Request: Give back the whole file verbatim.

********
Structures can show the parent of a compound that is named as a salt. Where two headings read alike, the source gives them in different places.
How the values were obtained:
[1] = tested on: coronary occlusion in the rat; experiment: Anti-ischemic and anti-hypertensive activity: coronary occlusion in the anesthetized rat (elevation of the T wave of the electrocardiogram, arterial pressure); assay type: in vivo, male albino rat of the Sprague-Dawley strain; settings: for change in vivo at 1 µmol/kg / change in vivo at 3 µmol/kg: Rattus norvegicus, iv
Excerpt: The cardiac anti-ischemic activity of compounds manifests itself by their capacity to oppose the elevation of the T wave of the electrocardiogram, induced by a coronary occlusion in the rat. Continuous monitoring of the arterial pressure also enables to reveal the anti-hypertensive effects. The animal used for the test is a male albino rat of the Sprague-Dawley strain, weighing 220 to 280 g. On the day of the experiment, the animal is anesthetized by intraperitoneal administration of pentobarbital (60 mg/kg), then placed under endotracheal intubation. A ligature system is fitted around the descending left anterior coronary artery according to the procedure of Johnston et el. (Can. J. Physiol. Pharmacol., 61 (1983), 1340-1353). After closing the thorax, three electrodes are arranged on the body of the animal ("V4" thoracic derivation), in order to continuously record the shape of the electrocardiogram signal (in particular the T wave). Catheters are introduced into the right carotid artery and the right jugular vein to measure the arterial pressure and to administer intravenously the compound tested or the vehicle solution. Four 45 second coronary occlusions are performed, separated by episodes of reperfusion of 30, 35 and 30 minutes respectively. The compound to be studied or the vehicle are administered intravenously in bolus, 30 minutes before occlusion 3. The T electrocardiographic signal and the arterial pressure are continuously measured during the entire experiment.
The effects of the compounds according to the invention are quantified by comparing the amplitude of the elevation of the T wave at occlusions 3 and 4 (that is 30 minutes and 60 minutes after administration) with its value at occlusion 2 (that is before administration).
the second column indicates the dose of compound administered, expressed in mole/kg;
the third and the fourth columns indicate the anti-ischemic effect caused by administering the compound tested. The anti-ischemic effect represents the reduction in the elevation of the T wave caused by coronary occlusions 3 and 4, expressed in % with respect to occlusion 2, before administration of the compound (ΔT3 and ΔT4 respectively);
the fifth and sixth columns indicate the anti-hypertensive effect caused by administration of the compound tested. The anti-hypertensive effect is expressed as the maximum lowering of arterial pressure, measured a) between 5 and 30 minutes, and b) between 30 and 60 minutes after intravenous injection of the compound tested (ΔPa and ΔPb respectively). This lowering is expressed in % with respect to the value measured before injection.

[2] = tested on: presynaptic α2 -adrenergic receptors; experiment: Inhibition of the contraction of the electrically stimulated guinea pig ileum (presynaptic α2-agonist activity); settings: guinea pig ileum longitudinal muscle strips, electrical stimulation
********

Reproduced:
Structures can show the parent of a compound that is named as a salt. Where two headings read alike, the source gives them in different places.
How the values were obtained:
[1] = tested on: coronary occlusion in the rat; experiment: Anti-ischemic and anti-hypertensive activity: coronary occlusion in the anesthetized rat (elevation of the T wave of the electrocardiogram, arterial pressure); assay type: in vivo, male albino rat of the Sprague-Dawley strain; settings: for change in vivo at 1 µmol/kg / change in vivo at 3 µmol/kg: Rattus norvegicus, iv
Excerpt: The cardiac anti-ischemic activity of compounds manifests itself by their capacity to oppose the elevation of the T wave of the electrocardiogram, induced by a coronary occlusion in the rat. Continuous monitoring of the arterial pressure also enables to reveal the anti-hypertensive effects. The animal used for the test is a male albino rat of the Sprague-Dawley strain, weighing 220 to 280 g. On the day of the experiment, the animal is anesthetized by intraperitoneal administration of pentobarbital (60 mg/kg), then placed under endotracheal intubation. A ligature system is fitted around the descending left anterior coronary artery according to the procedure of Johnston et el. (Can. J. Physiol. Pharmacol., 61 (1983), 1340-1353). After closing the thorax, three electrodes are arranged on the body of the animal ("V4" thoracic derivation), in order to continuously record the shape of the electrocardiogram signal (in particular the T wave). Catheters are introduced into the right carotid artery and the right jugular vein to measure the arterial pressure and to administer intravenously the compound tested or the vehicle solution. Four 45 second coronary occlusions are performed, separated by episodes of reperfusion of 30, 35 and 30 minutes respectively. The compound to be studied or the vehicle are administered intravenously in bolus, 30 minutes before occlusion 3. The T electrocardiographic signal and the arterial pressure are continuously measured during the entire experiment.
The effects of the compounds according to the invention are quantified by comparing the amplitude of the elevation of the T wave at occlusions 3 and 4 (that is 30 minutes and 60 minutes after administration) with its value at occlusion 2 (that is before administration).
the second column indicates the dose of compound administered, expressed in mole/kg;
the third and the fourth columns indicate the anti-ischemic effect caused by administering the compound tested. The anti-ischemic effect represents the reduction in the elevation of the T wave caused by coronary occlusions 3 and 4, expressed in % with respect to occlusion 2, before administration of the compound (ΔT3 and ΔT4 respectively);
the fifth and sixth columns indicate the anti-hypertensive effect caused by administration of the compound tested. The anti-hypertensive effect is expressed as the maximum lowering of arterial pressure, measured a) between 5 and 30 minutes, and b) between 30 and 60 minutes after intravenous injection of the compound tested (ΔPa and ΔPb respectively). This lowering is expressed in % with respect to the value measured before injection.

[2] = tested on: presynaptic α2 -adrenergic receptors; experiment: Inhibition of the contraction of the electrically stimulated guinea pig ileum (presynaptic α2-agonist activity); settings: guinea pig ileum longitudinal muscle strips, electrical stimulation